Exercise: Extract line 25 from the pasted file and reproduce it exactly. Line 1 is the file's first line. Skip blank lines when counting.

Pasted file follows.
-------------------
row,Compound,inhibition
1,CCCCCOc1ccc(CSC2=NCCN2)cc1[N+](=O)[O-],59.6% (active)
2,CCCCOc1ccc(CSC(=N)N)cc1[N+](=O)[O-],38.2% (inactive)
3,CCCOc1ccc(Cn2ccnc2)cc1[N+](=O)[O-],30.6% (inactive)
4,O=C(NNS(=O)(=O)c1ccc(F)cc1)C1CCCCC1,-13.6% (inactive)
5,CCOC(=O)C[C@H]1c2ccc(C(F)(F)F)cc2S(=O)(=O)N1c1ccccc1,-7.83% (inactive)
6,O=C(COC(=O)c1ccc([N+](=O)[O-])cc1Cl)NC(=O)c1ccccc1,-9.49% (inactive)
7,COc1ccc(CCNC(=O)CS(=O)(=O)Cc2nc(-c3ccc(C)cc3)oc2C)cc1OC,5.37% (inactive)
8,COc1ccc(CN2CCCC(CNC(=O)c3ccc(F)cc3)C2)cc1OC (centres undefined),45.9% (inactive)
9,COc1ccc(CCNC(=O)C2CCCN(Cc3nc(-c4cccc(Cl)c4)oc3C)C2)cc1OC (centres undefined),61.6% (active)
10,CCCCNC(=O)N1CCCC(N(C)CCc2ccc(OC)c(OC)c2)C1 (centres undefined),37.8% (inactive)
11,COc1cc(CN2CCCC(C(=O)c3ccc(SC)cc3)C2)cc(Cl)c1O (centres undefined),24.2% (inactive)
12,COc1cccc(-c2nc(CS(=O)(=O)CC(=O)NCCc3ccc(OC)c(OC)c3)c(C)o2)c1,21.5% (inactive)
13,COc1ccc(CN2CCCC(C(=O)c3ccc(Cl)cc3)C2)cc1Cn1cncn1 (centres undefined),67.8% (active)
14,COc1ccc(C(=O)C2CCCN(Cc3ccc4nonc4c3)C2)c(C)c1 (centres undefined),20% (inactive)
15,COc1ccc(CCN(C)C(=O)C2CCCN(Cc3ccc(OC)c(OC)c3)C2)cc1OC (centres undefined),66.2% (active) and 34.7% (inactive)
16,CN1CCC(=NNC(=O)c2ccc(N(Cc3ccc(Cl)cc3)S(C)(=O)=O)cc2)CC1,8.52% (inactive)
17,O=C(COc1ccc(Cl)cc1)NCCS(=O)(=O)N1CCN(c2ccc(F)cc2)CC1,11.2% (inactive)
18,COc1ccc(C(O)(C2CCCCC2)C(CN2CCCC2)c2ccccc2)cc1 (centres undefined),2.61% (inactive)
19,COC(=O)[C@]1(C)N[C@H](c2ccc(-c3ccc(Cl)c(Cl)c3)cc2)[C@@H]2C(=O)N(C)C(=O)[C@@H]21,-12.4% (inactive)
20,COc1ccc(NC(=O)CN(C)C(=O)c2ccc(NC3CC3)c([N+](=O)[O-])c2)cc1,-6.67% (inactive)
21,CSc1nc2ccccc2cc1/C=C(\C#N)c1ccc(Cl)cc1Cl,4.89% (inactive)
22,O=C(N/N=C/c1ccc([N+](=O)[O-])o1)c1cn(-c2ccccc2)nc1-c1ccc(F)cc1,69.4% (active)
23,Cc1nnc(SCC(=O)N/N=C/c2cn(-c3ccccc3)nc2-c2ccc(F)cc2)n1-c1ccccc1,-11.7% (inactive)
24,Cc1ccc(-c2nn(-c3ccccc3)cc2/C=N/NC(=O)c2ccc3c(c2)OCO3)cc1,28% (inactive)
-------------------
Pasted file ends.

24,Cc1ccc(-c2nn(-c3ccccc3)cc2/C=N/NC(=O)c2ccc3c(c2)OCO3)cc1,28% (inactive)